Limited faith in a risen savior (John 20:19-31)
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I saw something in this Gospel text that I don’t remember noticing before.
It's the passage immediately following last week's text from John, in which Mary Magdalene, Peter, and (we assume) John see for themselves the place where their Jesus should be lying, deceased. Instead, an empty tomb. The men return home, but Mary stays and becomes the first to learn that Jesus is not missing, but alive. She goes to the other disciples and tells them, “I have seen the Lord!”
The next verse then describes the disciples that evening, in a house behind locked doors “for fear of the Jews.” Locked away in fear even though they have already been told that Jesus is alive. Somehow, I didn’t put this together before now.
My first reaction was of course, the sexist little jerks. They’ve lived with Mary and worked with her and followed Jesus with her, but when she tells them she’s actually seen him, they’re not so sure. This, of course, is well in line with the cultural values and societal constraints of the time; women were not considered reliable witnesses.
But there is another reading that hits even closer to home. What if the other disciples do believe Mary, yet still choose a self-inflicted lock down? What if they believe Jesus is alive but not powerful enough to protect them from their Jewish opponents?
What if they think even a risen savior can't save them?
While the first insight stokes my righteous indignation, the second gives me a haunted pause. Because I recognize this version of unbelief: belief that God exists but not that God can or will help me. And without faith, says Hebrews, "it is impossible to please God, because anyone who comes to him must believe that he exists and [emphasis mine] that he rewards those who earnestly seek him" (11:6).
After experiencing two back-to-back miscarriages, I was fairly convinced that the God I serve could have allowed those babies to live yet chose not to. Even though it would throw me into a grief and despair like I had never known; even though it would leave me with a gaping hole in my heart and my faith. I had faith that God existed. But that God “rewards those who earnestly seek him”? Not so much.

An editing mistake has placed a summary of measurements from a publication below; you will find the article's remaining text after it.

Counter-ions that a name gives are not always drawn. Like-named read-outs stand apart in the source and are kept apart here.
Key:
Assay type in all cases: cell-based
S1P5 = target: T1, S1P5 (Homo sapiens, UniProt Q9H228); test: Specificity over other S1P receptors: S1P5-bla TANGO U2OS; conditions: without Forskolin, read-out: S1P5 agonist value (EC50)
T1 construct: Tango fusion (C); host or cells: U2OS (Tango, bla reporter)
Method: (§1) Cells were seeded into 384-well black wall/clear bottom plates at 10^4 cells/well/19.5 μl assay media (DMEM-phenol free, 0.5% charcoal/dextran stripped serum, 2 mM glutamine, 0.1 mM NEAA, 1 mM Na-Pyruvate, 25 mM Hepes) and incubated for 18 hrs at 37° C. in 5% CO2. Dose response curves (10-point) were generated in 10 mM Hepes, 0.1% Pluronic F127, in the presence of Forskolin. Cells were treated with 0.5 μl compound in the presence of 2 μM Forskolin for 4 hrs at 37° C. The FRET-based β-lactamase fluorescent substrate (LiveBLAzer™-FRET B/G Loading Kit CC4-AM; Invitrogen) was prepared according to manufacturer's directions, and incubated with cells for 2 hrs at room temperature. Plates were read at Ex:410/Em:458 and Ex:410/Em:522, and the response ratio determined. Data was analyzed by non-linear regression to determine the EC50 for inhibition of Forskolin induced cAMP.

So while the petty part of me would enjoy judging the disciples for not believing a woman with a trustworthy testimony, the honest part of me knows I could have been them. I have been them, locked away for fear that my savior would not save me.
Despite their unbelief and fear, the disciples are rewarded with their own experience of the risen Jesus. And unlike me, Jesus does not choose pettiness. Instead he shows up speaking peace into their fears, offering a true encounter with his scarred body to shore up their faith, even delivering the gift of the Holy Spirit--a constant reminder of his presence and care. And later, when Thomas insists on his own encounter before believing the disciples, Jesus mercifully grants this as well. Still, he doesn’t leave without saying that those who believe without seeing are even more blessed than these who need to see to believe.
I’m not sure I turned out to be one of those people who found a way to believe without seeing. It took a long while for me to notice, but Jesus had indeed walked through the locked doors of my pain to speak peace, to reassure, and to reinvigorate the Spirit of God within me. I made a new friend who was herself going through a profound loss, giving me someone to cry and cuss with. I heard story after story from people--some strangers and others I’d known for years--who had been down the same road. Even my little brother, with whom mutual teasing is an Olympic sport, surrounded me with tender care. I got to see Jesus and feel his wounds, even as my own were still healing.
The Gospel text ends declaring that these stories about Jesus are told so that we might believe. Well, God bless those who believe without seeing. But for the rest of us, thank God for the mercy of encounter.